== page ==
Mr. BROOKS. Your amendment bill here H. R. 2107 simply says, "By inserting in lieu thereof, such amounts as may be appropriated from time to time," but since the original act was for 5 years, would that in effect extend the 5-year period, or will that be construed as simply meaning from time to time within the period of the basic act?

Mr. FULLING. One of the recommendations to the amendment is striking out the time limit of the act.

Mr. KELLEHER. I believe, Mr. Chairman, this amendment would have the effect of eliminating the limitation of $250 million and also the limitation as to time. The net effect of that being that there would be no restriction on the amount of money that could be appropriated, nor the period of time over which the program could extend.

Mr. Brooks. Why wouldn't it be a pretty good law to extend this for 5 years—that is, to expire in 1960—and set the amount?

Mr. FULLING. We would not object to that, sir.
Mr. BROOKS. It seems it would be a better law, too.
Mr. FULLING. We could live within that structure.

Mr. Bray. I think this is a very important program and I am very strongly in favor of it. We don't have very much time to go into any extensive hearing on it.

I wonder how the idea of—you say set a definite time. You say perhaps we won't have time to go into it thoroughly for a year, and give the money necessary, whatever it is.

The reason I say the committee should show some interest in this matter is because there are many definite facilities that can be used by different components of the Reserve.

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For instance, in my home State the legislature just appropriated the State's part for 18 new armories to be built, I personally know that at least some of those armories fulfill a great need for an Organized Reserye in that community. The additional facilities to make it available, it would perhaps be only 10 or 20 percent of the cost to build a Reserve building there, or armory.

There has been a very great lack of any coordination in that matter, to my personal knowledge. I know the general and I have discussed the matter and we are trying to get something done on that.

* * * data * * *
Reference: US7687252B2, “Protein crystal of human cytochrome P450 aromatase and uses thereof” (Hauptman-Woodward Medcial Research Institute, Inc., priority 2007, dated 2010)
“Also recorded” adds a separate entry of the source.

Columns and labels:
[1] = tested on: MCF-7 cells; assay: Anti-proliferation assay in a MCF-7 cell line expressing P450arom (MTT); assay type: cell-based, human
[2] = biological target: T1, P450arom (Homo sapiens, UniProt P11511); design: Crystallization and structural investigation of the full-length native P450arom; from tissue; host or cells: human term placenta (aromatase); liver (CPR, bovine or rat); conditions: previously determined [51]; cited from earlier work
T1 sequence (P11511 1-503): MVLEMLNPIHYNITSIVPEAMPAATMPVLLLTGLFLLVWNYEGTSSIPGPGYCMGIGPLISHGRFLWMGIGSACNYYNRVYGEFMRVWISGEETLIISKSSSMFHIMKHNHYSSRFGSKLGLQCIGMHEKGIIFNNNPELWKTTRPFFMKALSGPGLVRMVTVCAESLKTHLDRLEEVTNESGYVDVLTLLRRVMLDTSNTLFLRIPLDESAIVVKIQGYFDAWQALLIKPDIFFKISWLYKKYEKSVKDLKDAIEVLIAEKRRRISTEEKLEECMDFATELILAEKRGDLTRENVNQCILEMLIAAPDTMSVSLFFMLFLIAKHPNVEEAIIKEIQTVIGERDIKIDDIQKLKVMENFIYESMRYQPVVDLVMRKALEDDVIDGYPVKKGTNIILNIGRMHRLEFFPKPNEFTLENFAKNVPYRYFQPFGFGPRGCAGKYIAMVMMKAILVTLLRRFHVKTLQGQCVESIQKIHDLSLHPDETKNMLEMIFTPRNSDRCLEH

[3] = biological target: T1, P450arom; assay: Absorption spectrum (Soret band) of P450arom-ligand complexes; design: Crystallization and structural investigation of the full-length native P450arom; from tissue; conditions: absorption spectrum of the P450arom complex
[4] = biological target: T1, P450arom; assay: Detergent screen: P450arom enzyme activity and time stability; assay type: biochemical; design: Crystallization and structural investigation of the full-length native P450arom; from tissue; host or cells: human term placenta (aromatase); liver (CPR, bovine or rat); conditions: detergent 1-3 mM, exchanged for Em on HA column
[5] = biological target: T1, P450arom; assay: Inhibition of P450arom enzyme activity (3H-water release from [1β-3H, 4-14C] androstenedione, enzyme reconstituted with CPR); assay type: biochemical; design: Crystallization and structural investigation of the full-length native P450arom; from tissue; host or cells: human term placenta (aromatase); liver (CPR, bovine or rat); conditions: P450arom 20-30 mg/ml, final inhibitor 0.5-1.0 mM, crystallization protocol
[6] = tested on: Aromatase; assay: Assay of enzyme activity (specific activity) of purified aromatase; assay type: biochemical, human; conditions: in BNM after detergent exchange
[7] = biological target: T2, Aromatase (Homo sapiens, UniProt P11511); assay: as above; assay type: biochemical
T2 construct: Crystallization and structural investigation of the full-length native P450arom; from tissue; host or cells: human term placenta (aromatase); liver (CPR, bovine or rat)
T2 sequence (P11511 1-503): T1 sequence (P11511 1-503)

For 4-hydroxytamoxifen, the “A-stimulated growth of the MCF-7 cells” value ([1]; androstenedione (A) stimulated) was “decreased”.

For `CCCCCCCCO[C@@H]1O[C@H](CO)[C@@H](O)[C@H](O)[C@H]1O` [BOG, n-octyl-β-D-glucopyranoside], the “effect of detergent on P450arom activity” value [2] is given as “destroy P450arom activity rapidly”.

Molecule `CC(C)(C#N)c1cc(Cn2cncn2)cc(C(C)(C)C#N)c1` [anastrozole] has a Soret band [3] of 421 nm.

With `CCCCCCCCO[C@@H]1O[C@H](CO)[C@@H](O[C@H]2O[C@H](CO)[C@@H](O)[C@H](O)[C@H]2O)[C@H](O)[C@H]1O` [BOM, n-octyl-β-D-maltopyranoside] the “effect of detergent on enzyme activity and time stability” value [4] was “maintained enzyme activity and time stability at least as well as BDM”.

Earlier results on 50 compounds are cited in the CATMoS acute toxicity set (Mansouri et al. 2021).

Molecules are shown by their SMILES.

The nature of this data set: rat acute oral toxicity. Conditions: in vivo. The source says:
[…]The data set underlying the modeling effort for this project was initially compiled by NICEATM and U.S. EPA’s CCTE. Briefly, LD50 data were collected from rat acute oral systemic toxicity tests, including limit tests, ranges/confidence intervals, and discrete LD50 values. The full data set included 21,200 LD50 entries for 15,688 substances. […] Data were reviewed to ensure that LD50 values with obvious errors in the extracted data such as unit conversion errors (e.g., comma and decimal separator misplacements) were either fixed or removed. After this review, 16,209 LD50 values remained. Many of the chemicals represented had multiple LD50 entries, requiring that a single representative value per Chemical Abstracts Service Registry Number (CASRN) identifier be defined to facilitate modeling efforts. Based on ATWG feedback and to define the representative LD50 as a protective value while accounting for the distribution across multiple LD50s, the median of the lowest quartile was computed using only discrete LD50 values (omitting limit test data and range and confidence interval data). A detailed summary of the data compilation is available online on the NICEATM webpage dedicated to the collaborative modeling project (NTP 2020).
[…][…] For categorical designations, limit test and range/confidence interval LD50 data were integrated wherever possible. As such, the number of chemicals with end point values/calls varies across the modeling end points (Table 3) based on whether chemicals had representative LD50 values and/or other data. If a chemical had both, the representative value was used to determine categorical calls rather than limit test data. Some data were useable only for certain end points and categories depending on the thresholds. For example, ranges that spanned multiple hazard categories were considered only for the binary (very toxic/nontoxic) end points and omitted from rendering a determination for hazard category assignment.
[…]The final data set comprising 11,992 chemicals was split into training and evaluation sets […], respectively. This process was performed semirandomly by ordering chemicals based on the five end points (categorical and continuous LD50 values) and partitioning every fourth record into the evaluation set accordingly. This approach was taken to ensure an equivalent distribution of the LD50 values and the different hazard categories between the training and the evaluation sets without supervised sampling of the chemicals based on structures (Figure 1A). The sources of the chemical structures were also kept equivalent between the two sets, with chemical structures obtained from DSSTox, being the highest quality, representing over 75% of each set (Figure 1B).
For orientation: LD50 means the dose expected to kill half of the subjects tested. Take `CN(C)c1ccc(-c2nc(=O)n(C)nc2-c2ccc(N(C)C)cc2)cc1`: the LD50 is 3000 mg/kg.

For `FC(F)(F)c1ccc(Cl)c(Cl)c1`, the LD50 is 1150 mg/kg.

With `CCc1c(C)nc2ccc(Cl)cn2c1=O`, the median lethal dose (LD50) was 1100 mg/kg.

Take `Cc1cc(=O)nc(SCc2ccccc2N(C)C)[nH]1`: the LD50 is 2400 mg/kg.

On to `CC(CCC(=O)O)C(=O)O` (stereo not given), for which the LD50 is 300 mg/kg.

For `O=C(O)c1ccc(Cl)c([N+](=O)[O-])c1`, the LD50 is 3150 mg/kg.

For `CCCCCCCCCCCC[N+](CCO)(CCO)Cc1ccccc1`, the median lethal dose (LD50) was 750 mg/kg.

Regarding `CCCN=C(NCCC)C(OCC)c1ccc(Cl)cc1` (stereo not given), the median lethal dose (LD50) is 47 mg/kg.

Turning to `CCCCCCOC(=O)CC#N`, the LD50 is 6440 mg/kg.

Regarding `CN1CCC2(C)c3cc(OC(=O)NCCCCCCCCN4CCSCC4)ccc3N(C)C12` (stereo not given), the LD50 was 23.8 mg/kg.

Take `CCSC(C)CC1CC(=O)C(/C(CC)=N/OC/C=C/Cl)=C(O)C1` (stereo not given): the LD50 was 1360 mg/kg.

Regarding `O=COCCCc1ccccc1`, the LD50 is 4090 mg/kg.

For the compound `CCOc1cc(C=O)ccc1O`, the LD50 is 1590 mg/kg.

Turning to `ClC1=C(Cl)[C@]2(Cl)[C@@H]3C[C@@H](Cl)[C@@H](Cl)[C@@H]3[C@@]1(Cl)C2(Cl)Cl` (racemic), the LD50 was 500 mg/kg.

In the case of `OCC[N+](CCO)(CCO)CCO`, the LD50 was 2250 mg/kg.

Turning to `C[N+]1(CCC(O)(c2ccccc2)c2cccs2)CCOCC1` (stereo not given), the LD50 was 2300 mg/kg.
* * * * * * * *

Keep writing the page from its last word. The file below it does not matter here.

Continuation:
I would like to see some of that dog-in-the-manger stuff stopped and really get this going. I know the purpose of this committee is to get the most facilities for the least money. I would rather like to go into that. I have had some suggestions that have been made. Except in one instance, it landed on very unresponsive ears.

Mr. Fulling. I would like to comment on that particular subject. The procedure that is being followed, today, is that the Reserve facilities at the State level are reviewed by a committee of the interested services.

Mr. Bray. I am very aware of how it is working out because I have been trying to do some of the working out, so I know how it is working

Mr. Fulling. We in the Department of Defense are tremendously interested in just what the Congressman is speaking of.

Mr. Bray. I know of one instance I will not name the place but the city donated the ground for an armory, and they do need a National Guard armory there, there are also five Reserve units there that do badly need space.

Today by adding 20 percent to the cost, or 25 percent to the cost of that guard armory, all of those Reserve units could be handled. It is a place that could be readily expanded. It is a large community and rural.

I have been on the telephone trying to get people to discuss the thing and I have received very little interest. There is one party in this room who has shown interest and is looking into the matter.

I believe the people will take a very dim view of building that National Guard armory there, and then next year or in the next 2 years come along and build a Reserve armory, with 20 percent addition you could build them both in the one place.

The public will not put up with much of that.

Mr. FULLING. The Department of Defense reviews these armory requests from the services. One of the acid tests that the request is put to is joint utilization.

I don't say that we are successful in every case, but we are making a real, honest attempt toward getting joint utilization across the board.

Mr. Bray. I took it up with the guard bureau to see if that could be done. Very frankly, it was blocked at the Defense Department level. I just believe you should start working on that, and I think the committee would perform a useful service to insist that you do it.

Mr. BROOKS. I think the gentleman has a good argument.
We have Assistant Secretary Milton here.

Mr. Bray. In fact, General Milton is trying to get that straightened out.

Mr. BROOKS. Thank you, sir. We will now call Hon. Hugh M. Milton II, Assistant Secretary of the Army for Manpower and Reserve Affairs.